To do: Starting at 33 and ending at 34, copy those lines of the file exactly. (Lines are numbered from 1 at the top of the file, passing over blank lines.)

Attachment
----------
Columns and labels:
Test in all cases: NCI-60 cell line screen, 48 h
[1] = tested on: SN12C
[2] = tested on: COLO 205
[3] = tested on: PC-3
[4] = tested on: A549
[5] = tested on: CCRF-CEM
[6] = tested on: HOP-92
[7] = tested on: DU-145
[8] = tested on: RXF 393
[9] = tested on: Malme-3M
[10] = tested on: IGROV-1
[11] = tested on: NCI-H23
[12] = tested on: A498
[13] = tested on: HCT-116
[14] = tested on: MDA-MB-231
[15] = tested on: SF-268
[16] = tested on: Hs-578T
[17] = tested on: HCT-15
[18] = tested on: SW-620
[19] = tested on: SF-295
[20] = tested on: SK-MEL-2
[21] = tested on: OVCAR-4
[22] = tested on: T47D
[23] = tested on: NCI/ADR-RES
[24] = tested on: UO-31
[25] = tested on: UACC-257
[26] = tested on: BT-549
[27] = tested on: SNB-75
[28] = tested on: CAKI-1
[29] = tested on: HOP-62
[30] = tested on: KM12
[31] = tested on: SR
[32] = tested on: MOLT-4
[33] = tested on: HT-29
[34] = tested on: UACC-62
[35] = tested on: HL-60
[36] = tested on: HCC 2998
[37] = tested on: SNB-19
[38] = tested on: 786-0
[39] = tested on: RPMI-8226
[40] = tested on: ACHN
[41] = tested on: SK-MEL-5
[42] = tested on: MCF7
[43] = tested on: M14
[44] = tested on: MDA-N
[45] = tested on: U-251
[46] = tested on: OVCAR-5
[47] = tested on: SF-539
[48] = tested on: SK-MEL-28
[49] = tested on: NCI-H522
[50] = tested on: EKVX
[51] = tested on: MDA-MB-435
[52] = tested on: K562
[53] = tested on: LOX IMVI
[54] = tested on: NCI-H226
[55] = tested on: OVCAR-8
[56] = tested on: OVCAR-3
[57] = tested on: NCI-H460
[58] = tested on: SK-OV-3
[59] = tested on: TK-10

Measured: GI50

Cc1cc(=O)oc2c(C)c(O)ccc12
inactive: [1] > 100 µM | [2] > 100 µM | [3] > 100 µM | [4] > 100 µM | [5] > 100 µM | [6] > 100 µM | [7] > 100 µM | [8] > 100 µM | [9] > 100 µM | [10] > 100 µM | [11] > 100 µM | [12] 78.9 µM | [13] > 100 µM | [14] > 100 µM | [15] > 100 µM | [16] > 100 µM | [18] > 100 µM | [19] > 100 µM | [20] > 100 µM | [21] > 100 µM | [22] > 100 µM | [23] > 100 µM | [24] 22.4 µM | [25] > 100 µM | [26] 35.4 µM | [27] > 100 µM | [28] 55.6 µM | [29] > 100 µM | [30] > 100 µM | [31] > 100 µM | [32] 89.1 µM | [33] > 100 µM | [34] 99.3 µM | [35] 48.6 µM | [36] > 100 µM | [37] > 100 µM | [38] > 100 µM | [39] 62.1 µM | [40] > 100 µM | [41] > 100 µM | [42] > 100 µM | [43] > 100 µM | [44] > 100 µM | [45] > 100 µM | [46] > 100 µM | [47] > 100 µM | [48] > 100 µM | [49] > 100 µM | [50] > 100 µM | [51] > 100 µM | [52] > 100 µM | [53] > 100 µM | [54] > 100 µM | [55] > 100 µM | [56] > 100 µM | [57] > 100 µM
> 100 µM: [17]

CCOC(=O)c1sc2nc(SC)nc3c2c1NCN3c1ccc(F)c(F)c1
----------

[31] = tested on: SR
[32] = tested on: MOLT-4